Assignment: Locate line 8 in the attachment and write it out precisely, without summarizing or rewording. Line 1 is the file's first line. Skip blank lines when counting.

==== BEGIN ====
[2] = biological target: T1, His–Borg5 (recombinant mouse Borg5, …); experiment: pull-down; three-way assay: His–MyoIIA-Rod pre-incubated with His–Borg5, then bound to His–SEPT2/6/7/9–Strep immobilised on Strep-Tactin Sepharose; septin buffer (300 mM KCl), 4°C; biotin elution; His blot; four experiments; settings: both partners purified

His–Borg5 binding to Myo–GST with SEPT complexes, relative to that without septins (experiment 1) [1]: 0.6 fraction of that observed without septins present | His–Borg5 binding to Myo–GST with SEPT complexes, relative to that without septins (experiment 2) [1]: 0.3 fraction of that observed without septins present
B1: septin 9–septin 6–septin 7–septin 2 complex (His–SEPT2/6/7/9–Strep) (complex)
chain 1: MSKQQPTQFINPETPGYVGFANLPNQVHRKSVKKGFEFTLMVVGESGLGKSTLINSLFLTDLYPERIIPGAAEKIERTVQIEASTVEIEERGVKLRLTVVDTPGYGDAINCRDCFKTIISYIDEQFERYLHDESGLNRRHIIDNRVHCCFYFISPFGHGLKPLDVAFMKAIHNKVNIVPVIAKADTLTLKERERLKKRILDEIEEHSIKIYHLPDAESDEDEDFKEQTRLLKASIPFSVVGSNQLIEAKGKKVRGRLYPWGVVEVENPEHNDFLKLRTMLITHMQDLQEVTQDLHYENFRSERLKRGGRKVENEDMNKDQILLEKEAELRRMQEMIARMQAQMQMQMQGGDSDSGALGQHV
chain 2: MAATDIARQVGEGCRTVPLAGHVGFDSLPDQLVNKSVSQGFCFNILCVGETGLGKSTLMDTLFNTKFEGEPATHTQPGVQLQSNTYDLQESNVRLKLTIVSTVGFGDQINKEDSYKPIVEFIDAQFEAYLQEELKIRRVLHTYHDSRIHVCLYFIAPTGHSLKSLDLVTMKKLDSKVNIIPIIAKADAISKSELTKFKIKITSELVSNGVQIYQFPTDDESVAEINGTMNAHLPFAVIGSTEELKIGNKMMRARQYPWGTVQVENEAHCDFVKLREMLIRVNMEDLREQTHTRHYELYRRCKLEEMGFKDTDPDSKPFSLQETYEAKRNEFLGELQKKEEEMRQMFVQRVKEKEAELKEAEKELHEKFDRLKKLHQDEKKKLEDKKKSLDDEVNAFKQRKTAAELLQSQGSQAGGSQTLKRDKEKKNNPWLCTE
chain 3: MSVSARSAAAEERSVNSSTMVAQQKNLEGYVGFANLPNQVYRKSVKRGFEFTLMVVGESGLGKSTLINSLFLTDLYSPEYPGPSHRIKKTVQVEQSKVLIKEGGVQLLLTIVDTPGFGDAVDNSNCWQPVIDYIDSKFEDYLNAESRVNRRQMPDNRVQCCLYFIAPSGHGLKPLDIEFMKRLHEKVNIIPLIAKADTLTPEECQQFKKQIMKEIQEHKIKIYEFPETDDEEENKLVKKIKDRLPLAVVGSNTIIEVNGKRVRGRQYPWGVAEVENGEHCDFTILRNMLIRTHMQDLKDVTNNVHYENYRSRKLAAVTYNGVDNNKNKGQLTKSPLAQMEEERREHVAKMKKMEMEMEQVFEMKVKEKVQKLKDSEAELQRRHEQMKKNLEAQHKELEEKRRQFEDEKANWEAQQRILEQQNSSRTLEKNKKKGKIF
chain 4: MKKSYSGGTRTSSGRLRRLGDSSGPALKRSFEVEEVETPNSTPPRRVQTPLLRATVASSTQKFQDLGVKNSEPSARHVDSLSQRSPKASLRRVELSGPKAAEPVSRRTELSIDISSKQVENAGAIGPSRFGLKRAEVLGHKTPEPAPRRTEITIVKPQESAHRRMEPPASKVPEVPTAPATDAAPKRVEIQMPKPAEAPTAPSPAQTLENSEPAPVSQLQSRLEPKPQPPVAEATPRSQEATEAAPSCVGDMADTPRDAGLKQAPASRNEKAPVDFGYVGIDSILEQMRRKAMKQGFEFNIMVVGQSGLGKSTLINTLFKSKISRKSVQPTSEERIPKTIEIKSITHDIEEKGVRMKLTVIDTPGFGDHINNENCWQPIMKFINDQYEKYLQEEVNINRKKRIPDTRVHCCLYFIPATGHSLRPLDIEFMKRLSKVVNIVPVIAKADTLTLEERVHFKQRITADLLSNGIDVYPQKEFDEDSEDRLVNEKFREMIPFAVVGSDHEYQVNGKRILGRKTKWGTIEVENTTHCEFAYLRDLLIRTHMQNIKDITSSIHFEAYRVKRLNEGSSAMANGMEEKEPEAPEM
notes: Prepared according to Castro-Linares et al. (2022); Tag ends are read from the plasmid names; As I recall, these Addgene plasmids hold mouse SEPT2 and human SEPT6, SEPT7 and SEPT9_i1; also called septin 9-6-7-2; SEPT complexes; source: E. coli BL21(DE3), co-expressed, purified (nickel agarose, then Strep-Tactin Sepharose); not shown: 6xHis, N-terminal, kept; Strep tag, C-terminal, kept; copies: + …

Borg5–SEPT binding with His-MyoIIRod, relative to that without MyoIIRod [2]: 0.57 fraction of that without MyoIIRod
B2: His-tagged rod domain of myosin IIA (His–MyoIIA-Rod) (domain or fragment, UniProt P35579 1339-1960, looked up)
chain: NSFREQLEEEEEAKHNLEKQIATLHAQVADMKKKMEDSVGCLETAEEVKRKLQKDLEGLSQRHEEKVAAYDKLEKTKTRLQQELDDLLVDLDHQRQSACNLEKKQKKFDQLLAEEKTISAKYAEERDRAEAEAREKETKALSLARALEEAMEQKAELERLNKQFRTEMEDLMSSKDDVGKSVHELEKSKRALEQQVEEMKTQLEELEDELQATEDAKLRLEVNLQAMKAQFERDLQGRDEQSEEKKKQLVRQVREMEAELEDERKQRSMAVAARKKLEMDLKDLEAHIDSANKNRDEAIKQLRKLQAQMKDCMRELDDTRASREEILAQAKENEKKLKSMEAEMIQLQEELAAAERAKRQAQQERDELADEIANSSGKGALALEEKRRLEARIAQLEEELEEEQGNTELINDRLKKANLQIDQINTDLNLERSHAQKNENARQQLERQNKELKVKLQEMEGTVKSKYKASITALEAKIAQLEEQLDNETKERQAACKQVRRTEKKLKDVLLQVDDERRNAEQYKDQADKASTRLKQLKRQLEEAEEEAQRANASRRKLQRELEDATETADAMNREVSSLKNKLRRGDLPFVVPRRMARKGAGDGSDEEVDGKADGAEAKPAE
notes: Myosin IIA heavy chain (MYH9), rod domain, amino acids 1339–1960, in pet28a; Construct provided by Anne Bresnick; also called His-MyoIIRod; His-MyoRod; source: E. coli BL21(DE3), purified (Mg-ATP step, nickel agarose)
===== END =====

notes: Prepared according to Castro-Linares et al. (2022); Tag ends are read from the plasmid names; As I recall, these Addgene plasmids hold mouse SEPT2 and human SEPT6, SEPT7 and SEPT9_i1; also called septin 9-6-7-2; SEPT complexes; source: E. coli BL21(DE3), co-expressed, purified (nickel agarose, then Strep-Tactin Sepharose); not shown: 6xHis, N-terminal, kept; Strep tag, C-terminal, kept; copies: + …